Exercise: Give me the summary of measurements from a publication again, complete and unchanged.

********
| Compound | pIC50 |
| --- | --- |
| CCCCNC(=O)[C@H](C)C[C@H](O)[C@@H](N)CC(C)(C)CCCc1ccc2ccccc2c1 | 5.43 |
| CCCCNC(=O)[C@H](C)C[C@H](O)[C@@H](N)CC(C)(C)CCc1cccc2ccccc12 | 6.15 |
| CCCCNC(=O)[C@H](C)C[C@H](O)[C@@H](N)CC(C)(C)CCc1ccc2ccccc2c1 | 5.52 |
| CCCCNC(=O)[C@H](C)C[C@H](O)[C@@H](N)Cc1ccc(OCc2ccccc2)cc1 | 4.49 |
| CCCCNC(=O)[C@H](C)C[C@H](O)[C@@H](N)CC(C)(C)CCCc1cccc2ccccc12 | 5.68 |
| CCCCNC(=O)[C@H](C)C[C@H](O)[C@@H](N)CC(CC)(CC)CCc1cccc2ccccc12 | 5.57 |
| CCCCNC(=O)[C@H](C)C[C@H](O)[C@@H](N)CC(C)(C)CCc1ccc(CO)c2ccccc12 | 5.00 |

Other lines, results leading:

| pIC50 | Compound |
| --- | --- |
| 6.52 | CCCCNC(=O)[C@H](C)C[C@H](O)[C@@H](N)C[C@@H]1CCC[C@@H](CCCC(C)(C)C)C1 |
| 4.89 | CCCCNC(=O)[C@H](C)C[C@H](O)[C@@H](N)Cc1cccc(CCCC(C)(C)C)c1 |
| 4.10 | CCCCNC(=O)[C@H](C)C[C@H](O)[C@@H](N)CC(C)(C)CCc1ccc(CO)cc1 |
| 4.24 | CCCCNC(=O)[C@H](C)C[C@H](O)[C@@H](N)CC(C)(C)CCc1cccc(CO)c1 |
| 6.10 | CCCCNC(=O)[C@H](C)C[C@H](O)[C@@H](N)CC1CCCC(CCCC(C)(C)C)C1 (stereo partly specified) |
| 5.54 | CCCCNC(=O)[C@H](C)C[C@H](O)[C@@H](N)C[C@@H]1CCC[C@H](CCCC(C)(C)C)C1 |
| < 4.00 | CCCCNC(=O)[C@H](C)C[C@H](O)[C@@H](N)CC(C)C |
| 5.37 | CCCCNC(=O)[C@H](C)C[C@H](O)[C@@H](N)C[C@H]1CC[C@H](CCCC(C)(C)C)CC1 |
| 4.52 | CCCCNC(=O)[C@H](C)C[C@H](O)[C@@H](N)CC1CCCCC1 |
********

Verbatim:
| Compound | pIC50 |
| --- | --- |
| CCCCNC(=O)[C@H](C)C[C@H](O)[C@@H](N)CC(C)(C)CCCc1ccc2ccccc2c1 | 5.43 |
| CCCCNC(=O)[C@H](C)C[C@H](O)[C@@H](N)CC(C)(C)CCc1cccc2ccccc12 | 6.15 |
| CCCCNC(=O)[C@H](C)C[C@H](O)[C@@H](N)CC(C)(C)CCc1ccc2ccccc2c1 | 5.52 |
| CCCCNC(=O)[C@H](C)C[C@H](O)[C@@H](N)Cc1ccc(OCc2ccccc2)cc1 | 4.49 |
| CCCCNC(=O)[C@H](C)C[C@H](O)[C@@H](N)CC(C)(C)CCCc1cccc2ccccc12 | 5.68 |
| CCCCNC(=O)[C@H](C)C[C@H](O)[C@@H](N)CC(CC)(CC)CCc1cccc2ccccc12 | 5.57 |
| CCCCNC(=O)[C@H](C)C[C@H](O)[C@@H](N)CC(C)(C)CCc1ccc(CO)c2ccccc12 | 5.00 |

Other lines, results leading:

| pIC50 | Compound |
| --- | --- |
| 6.52 | CCCCNC(=O)[C@H](C)C[C@H](O)[C@@H](N)C[C@@H]1CCC[C@@H](CCCC(C)(C)C)C1 |
| 4.89 | CCCCNC(=O)[C@H](C)C[C@H](O)[C@@H](N)Cc1cccc(CCCC(C)(C)C)c1 |
| 4.10 | CCCCNC(=O)[C@H](C)C[C@H](O)[C@@H](N)CC(C)(C)CCc1ccc(CO)cc1 |
| 4.24 | CCCCNC(=O)[C@H](C)C[C@H](O)[C@@H](N)CC(C)(C)CCc1cccc(CO)c1 |
| 6.10 | CCCCNC(=O)[C@H](C)C[C@H](O)[C@@H](N)CC1CCCC(CCCC(C)(C)C)C1 (stereo partly specified) |
| 5.54 | CCCCNC(=O)[C@H](C)C[C@H](O)[C@@H](N)C[C@@H]1CCC[C@H](CCCC(C)(C)C)C1 |
| < 4.00 | CCCCNC(=O)[C@H](C)C[C@H](O)[C@@H](N)CC(C)C |
| 5.37 | CCCCNC(=O)[C@H](C)C[C@H](O)[C@@H](N)C[C@H]1CC[C@H](CCCC(C)(C)C)CC1 |
| 4.52 | CCCCNC(=O)[C@H](C)C[C@H](O)[C@@H](N)CC1CCCCC1 |